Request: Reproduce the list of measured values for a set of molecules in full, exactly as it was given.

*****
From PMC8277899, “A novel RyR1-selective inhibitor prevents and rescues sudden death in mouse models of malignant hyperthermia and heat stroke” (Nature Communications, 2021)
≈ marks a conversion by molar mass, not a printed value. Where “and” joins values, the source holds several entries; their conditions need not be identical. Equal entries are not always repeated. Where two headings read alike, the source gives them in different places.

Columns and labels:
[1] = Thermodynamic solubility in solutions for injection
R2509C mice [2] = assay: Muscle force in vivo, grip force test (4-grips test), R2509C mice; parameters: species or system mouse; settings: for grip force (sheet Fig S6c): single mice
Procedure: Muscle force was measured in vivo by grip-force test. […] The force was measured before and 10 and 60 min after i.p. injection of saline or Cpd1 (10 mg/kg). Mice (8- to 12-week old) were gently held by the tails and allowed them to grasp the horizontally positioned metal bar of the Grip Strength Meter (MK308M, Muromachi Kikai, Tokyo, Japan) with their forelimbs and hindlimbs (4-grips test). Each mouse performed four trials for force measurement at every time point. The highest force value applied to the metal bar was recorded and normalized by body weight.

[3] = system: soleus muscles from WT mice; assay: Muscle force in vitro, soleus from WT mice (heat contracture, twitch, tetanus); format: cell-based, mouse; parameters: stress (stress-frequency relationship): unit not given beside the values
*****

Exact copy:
From PMC8277899, “A novel RyR1-selective inhibitor prevents and rescues sudden death in mouse models of malignant hyperthermia and heat stroke” (Nature Communications, 2021)
≈ marks a conversion by molar mass, not a printed value. Where “and” joins values, the source holds several entries; their conditions need not be identical. Equal entries are not always repeated. Where two headings read alike, the source gives them in different places.

Columns and labels:
[1] = Thermodynamic solubility in solutions for injection
R2509C mice [2] = assay: Muscle force in vivo, grip force test (4-grips test), R2509C mice; parameters: species or system mouse; settings: for grip force (sheet Fig S6c): single mice
Procedure: Muscle force was measured in vivo by grip-force test. […] The force was measured before and 10 and 60 min after i.p. injection of saline or Cpd1 (10 mg/kg). Mice (8- to 12-week old) were gently held by the tails and allowed them to grasp the horizontally positioned metal bar of the Grip Strength Meter (MK308M, Muromachi Kikai, Tokyo, Japan) with their forelimbs and hindlimbs (4-grips test). Each mouse performed four trials for force measurement at every time point. The highest force value applied to the metal bar was recorded and normalized by body weight.

[3] = system: soleus muscles from WT mice; assay: Muscle force in vitro, soleus from WT mice (heat contracture, twitch, tetanus); format: cell-based, mouse; parameters: stress (stress-frequency relationship): unit not given beside the values